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The Nightmare: When a Parent With Alzheimer's Wanders

The search for a missing L.A. woman, plus safety advice

By Shayla Thiel Stern

For the past six weeks, Los Angeles area residents have been riveted by a story about a 55-year-old woman with early onset Alzheimer’s who wandered away from her family after a trip to the Los Angeles County Museum of Art. As the Los Angeles Times reported, Nancy Paulikas went to the restroom and vanished. Surveillance videos showed her wandering out of the building and down the street immediately after.

Credit: Pexels

It is the nightmare feared most by many with spouses, parents or grandparents with Alzheimer’s or dementia: that a loved one will become confused and wander. Worse, she or he might run into harm or, as in the case of Paulikas — described as a “UCLA engineering alum known for her once-brilliant mind and love of the outdoors”— completely disappear.

According to the American Alzheimer’s Association, more than 60 percent of people with Alzheimer’s or dementia will wander, and if they are not found within 24 hours, will suffer serious injury or death.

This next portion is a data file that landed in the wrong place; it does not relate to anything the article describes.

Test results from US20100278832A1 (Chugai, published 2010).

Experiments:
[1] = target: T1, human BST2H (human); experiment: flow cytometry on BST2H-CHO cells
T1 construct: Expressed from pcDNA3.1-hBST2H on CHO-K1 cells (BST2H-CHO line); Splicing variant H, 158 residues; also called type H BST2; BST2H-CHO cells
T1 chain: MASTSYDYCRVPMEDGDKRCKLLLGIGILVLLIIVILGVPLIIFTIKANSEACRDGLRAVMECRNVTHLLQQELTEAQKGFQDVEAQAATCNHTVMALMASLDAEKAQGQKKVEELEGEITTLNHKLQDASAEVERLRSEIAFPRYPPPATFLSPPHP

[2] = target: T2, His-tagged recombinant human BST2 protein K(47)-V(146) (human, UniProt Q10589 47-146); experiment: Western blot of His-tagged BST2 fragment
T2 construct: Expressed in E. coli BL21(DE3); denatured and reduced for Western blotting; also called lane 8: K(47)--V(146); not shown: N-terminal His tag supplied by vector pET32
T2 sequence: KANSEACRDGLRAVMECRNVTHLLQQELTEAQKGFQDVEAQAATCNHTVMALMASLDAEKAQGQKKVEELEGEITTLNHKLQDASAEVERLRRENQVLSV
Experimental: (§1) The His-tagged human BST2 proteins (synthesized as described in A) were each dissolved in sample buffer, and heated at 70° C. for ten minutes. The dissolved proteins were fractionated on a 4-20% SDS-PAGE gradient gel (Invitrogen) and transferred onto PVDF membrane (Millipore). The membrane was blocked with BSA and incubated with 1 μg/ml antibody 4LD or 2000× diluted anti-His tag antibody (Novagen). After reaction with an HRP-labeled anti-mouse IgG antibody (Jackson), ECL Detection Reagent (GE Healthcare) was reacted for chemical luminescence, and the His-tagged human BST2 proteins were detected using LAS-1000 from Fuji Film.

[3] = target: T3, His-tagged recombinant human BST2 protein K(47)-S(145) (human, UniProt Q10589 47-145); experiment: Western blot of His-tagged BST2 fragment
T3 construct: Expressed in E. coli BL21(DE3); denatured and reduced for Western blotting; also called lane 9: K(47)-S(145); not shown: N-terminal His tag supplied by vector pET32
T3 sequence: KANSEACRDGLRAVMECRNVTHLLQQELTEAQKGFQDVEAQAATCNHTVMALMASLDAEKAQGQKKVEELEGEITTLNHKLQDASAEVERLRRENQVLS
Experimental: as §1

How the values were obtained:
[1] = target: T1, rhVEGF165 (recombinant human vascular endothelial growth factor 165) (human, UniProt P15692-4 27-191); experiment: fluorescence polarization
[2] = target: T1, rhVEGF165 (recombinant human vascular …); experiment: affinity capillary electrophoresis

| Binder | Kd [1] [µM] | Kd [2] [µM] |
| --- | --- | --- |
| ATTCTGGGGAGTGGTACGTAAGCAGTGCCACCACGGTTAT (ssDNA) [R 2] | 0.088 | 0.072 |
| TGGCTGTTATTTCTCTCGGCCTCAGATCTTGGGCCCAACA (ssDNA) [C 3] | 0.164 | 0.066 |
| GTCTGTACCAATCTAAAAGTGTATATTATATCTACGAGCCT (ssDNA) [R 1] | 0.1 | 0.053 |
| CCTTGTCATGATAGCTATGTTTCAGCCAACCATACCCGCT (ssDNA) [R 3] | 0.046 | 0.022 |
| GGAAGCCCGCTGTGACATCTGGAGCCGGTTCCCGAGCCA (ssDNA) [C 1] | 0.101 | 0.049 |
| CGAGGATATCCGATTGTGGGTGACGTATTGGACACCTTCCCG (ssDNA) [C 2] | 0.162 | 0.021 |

Next Avenue has previously reported on parents with Alzheimer’s and the dangers of wandering, including a touching interview with Tom Jackson, who wrote the story of his own dad’s disappearance for 20 hours in 2014. We also encourage families of persons with dementia and Alzheimer’s to consider the Family Caregiver Alliance’s strategies for reducing wandering and keeping people safe:

  • Make time for regular exercise to minimize restlessness.
  • Consider installing locks that require a key.
  • Position locks high or low on the door; many people with dementia will not think to look beyond eye level.
  • Keep in mind fire and safety concerns for all family members; the lock(s) must be accessible to others and easy to open.
  • Try a barrier like a curtain or colored streamer to mask the door. A “stop” sign or “do not enter” sign also may help.
  • Place a black mat or paint a black space on your front porch; this may appear to be an impassable hole to the person with dementia.
  • Add child-safe plastic covers to doorknobs.
  • Consider installing a home security system or monitoring system designed to keep watch over someone with dementia.
  • Consider a wearable GPS digital device or other technology to track or locate a person who wanders off.
  • Put away essential items such as the confused person’s coat, purse or glasses. Some individuals will not go out without certain articles.
  • Have the person wear an ID bracelet and sew ID labels in their clothes.
  • Keep a current photo on hand in case you need to report your loved one missing.
  • Register the person likely to wander with the police department or the Alzheimer’s Association Safe Return program.
  • Tell neighbors about your relative’s wandering behavior and make sure they have your phone number.
Shayla Thiel Sternis the former Director of Editorial and Content for Next Avenue at Twin Cities PBS. Read More
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